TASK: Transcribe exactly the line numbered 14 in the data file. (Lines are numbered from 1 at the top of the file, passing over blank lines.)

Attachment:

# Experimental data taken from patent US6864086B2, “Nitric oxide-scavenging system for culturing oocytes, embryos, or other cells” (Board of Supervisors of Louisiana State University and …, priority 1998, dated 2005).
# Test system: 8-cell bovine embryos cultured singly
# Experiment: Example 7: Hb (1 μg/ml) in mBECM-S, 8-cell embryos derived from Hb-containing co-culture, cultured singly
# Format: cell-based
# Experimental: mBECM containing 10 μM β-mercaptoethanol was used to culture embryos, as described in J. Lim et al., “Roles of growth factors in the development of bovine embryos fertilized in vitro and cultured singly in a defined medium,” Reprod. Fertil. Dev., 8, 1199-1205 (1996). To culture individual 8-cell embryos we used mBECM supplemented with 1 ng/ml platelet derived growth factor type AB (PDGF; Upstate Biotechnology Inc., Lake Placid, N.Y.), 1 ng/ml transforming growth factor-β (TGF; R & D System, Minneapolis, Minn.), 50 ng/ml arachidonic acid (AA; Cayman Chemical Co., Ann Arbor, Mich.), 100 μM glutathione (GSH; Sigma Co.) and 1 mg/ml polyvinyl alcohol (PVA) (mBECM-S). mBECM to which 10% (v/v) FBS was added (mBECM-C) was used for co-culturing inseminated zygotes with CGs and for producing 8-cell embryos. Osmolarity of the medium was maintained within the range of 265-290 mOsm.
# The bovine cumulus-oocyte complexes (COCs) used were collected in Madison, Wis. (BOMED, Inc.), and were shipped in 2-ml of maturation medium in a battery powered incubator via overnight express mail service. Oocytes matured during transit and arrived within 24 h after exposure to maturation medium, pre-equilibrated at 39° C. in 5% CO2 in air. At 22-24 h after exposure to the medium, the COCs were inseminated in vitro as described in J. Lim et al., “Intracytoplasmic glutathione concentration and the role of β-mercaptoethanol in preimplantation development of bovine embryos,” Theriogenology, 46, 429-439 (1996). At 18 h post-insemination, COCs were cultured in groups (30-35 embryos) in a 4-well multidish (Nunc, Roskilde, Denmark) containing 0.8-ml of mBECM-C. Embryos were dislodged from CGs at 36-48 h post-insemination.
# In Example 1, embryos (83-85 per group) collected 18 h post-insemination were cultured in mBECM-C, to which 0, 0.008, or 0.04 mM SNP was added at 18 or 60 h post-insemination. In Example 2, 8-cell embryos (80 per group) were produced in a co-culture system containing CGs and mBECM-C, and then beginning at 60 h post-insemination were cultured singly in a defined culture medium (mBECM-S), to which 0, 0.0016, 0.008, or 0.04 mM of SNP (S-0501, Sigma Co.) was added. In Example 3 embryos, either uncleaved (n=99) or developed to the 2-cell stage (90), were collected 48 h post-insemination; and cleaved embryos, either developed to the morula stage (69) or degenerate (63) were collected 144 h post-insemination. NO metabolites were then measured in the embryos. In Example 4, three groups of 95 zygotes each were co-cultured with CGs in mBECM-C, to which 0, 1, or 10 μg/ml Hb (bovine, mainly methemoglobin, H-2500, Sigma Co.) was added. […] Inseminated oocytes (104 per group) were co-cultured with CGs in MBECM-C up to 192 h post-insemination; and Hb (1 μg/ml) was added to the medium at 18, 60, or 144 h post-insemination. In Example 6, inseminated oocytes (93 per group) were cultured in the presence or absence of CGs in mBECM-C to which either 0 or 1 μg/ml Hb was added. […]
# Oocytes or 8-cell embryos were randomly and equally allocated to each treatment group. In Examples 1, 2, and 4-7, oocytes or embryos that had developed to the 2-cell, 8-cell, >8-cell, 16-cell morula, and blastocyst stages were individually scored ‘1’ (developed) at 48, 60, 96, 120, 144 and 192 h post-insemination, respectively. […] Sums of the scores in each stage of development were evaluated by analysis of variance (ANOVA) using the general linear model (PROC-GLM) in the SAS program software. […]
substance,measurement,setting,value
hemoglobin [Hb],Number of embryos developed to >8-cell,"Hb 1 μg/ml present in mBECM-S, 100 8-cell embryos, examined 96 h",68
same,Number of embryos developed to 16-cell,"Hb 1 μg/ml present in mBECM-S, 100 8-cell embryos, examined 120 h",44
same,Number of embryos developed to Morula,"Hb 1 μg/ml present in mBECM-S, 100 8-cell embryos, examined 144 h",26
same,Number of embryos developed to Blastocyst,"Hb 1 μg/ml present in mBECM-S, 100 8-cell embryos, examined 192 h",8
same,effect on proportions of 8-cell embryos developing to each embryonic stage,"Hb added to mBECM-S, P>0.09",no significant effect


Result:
same,effect on proportions of 8-cell embryos developing to each embryonic stage,"Hb added to mBECM-S, P>0.09",no significant effect